Gabrielle Blackwood is in a tough part of town. On set at Kingston’s Haile Selassie Secondary School, she is directing “Bully” – a real tale narrated by former student D’andra. The taunting teenagers acting in Bully – who are recreating D’andra’s painful experiences – are convincing. Their aggression comes too easily.
[SCROLL DOWN TO WATCH FILM]
Bullying is a widespread problem in Jamaica. A recent study on bullying in schools – the first of its kind conducted in Jamaica, with UNICEF’s support – revealed that 6 in 10 students have been bullied at some point in their lives.
Nine in 10 students have seen a child being bullied at school.
The consequences can be devastating. For D’andra, years of bullying led her to self-harm. She has only recently stopped cutting herself to release the emotional pain she has experienced.
Gabrielle Blackwood, who is developing a reputation for approaching unusual subjects from ALS to grave robbing, readily took on the assignment from UNICEF to produce a short film about bullying for the #KeepChildrenSafe series.
She explains her personal interest in D’andra’s story and the creative process of producing the emotionally powerful short film:
I remember how well the extras took on the roles of bullies, so much so that the lead actress found it hard not to react naturally and it did take its toll on her. Even with myself or the whole crew yelling ‘CUT!’ repeatedly, the ‘bullies’ found it hard to stop. That stood out to me, so it was very easy to relate to the actual events we were trying to depict.
I wanted viewers to identify with D’andra or feel her pain and I figured the only way anyone could, was to see her as a human being; someone in need of love and acceptance, which I believe is essentially what we all want. We hear D’andra herself say it at the end of the film. I’m happy to see that people who’ve watched it feel it, feel for her and get it.
A bully comes in all forms. ‘Bully’ represents the main idea and theme of the film which not only describes the protagonist D’andra’s peers who mentally, emotionally and physically bullied her, but also describes her father who verbally and physically abused her.
I also hoped that through the football metaphor; the tension and anxiety that players and spectators feel during a penalty shoot out would make the viewing experience more tangible and relatable. This is still an ongoing journey and struggle for D’andra, so even though we see her take the penalty shot, we don’t know if she scored, but at least we know she took the shot. Likewise, I wanted for anyone in a similar position to know that they have to make a conscious decision to fight their reality. Whether they come out triumphant is left to be seen, but obviously something hoped for once they know they’ve given it their best shot!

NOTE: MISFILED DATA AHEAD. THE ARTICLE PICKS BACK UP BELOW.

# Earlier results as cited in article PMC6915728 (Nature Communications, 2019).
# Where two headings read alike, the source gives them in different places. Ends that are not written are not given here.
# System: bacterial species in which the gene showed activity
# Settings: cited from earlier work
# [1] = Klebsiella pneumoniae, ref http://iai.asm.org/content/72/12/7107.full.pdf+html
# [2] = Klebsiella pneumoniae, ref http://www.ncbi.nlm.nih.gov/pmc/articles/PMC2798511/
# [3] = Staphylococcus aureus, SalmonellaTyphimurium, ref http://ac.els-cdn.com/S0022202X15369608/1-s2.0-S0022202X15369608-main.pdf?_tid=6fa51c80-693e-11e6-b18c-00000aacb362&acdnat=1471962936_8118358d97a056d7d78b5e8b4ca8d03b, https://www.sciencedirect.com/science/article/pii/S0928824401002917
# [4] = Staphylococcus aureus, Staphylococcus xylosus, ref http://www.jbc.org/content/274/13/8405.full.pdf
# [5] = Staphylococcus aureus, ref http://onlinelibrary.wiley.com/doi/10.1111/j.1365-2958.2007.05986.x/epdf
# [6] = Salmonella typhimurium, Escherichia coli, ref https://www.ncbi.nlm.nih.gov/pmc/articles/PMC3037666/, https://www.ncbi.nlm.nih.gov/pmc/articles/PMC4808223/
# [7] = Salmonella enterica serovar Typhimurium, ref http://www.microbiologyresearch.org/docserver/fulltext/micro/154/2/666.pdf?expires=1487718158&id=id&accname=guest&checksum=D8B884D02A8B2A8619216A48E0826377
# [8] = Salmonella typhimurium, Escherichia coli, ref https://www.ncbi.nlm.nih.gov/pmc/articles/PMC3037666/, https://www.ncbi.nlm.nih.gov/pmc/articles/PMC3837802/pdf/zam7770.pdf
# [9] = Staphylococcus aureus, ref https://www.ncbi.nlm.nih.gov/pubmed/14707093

Being proactive in educating parents, including mediation sessions in personal development classes at an early age, training students, teachers and guardians to see warning signs of bullying, take them seriously and speak out about them, are essential if we want to keep our children safe.
People lose their lives over this and some remain forever scarred. It was very important to show that bullying doesn’t necessarily manifest itself only physically, but also emotional bullying is one of the most damaging experiences anyone can go through. I wish I could have encompassed all of D’andra’s experiences in the film so people could see its far reaching effects, as it is no joke.
Hurt people also hurt people, sometimes the bullied then become the bullies, so we need to be careful of that cycle as well, and yes just treat every one like you want to be treated – like a human being!